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When you consider how mathematics, an understanding of probability, and so on enhances your ability to see through bullshit in advertising, government, and to some extent religions (not faith, just religions); it's not hard to understand why so many people are not thrilled at the notion.



Why exclude faith? For PC sake?


Not many people change their foundational epistemic stance in response to mathematical arguments.


It would help if fewer people had foundational epistemic stances. Fallibilism is much more realistic than foundationalism, as I understand the terms.


Faith isn't a logical process, from what I can tell, but it's also not a supposedly coherent system as most religions claim to be. Religions offer predictions (past and present), and supposedly consistent statements about morality and life, which are demonstrably inconsistent.


>religions

Can yiu tell my why, please? I'm not necessarily disagreeing, but I'm curious as to whst you're alluding to.


Much of advertising is emotional appeal.


Plenty of advertising, car sales, consumer financial products, lotteries, etc... rely on people not having an innate understanding of math, and especially probabilities.

Hell, if people understood those issues, they might even have something to say about Gerrymandering and the electoral college!


> Hell, if people understood those issues, they might even have something to say about Gerrymandering and the electoral college!

It's not obvious whether this is good or bad (too many cooks spoil the broth).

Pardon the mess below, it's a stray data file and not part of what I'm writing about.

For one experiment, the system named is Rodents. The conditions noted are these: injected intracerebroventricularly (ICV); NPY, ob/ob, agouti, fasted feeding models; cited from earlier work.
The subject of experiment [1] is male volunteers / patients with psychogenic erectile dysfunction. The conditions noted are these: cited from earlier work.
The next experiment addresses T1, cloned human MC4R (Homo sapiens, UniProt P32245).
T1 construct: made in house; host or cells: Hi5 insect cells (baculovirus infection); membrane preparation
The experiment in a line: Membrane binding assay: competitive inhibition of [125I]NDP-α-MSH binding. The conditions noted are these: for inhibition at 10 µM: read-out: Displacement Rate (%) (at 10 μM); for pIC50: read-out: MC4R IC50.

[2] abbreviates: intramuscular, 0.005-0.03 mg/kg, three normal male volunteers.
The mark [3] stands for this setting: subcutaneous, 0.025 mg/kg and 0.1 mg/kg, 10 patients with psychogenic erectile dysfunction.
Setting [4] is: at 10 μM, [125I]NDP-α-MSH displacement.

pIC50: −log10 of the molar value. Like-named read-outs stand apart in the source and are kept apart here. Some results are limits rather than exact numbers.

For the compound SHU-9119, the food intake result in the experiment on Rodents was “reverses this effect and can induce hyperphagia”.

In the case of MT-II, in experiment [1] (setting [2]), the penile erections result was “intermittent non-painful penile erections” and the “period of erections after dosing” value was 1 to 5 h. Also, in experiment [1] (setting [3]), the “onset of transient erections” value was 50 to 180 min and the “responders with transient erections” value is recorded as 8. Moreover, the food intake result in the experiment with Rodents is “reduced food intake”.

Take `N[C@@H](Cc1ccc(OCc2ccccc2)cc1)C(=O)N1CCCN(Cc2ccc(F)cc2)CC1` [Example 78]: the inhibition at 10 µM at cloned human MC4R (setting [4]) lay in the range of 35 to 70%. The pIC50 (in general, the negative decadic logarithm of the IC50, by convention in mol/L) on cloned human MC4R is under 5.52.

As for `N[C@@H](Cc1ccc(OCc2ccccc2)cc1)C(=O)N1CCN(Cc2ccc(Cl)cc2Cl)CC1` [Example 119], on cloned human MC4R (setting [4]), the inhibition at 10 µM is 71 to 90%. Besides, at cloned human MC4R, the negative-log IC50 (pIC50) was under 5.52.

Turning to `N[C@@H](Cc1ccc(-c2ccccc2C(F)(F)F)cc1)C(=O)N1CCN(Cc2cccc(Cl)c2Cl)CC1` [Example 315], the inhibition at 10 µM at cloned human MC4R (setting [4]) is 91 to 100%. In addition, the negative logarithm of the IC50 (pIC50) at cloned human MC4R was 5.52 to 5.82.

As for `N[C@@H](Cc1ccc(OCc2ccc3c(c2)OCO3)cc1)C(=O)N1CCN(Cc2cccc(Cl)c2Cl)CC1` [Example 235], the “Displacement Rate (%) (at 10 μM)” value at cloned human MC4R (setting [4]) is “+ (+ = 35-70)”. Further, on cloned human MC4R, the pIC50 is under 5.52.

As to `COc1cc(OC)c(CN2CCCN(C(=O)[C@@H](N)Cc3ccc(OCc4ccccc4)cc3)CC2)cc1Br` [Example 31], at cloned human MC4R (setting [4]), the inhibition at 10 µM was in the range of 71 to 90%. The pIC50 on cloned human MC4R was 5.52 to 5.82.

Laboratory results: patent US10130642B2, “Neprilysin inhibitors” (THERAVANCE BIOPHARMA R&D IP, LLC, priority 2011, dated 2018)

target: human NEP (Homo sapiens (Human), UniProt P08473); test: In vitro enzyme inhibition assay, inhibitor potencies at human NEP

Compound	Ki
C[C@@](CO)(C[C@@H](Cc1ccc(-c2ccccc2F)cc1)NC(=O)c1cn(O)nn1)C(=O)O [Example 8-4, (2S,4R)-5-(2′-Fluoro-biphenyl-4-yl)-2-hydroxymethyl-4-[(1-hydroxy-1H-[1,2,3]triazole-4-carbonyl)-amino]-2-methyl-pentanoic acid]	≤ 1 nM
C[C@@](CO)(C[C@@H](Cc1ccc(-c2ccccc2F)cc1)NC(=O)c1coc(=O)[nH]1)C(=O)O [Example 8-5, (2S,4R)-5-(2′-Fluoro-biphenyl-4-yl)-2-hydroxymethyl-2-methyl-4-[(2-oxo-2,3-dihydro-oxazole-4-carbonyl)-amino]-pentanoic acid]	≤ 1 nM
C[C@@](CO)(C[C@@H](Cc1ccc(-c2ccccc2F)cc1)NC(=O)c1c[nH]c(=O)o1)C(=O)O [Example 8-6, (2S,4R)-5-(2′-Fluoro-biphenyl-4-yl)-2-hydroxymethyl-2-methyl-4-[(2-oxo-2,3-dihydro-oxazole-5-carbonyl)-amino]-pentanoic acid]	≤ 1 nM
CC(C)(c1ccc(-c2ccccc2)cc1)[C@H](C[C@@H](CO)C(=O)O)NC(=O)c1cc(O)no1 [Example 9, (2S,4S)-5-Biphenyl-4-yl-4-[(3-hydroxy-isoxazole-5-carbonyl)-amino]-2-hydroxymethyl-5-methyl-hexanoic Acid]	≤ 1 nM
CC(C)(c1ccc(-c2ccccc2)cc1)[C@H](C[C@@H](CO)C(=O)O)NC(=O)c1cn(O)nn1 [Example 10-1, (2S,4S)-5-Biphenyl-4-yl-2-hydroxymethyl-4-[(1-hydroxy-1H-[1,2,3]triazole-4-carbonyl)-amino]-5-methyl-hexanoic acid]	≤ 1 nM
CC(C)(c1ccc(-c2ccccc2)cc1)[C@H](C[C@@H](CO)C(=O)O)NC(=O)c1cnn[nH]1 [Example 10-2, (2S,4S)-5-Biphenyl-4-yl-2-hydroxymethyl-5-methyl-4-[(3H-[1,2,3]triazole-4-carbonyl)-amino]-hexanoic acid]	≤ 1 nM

The cooks are in the kitchen with their votes already, how could it be worse to have them actually know what the hell they're doing there?


Perhaps I am a little bit biased by the situation in Germany. In the past years there was an increasing number of non-voters in elections (typically people who are dissatisfied with the political system). Now in the last years a rather right-wing populist party (AfD) appeared that convinced many of these non-voters to vote for them.

Compare this a little bit to the fictional situation as if Donald Trump would bring many people who did not vote in the last presidential elections back to the ballot boxes to vote for him.


>In the past years there was an increasing number of non-voters in elections (typically people who are dissatisfied with the political system). Now in the last years a rather right-wing populist party (AfD) appeared that convinced many of these non-voters to vote for them.

Well, maybe the Left should try actually appealing to the interests of the working class instead of the SDP going quietly along with the austerity measures.

>Compare this a little bit to the fictional situation as if Donald Trump would bring many people who did not vote in the last presidential elections back to the ballot boxes to vote for him.

That's not fiction.


That's an interesting perspective, and a good point.




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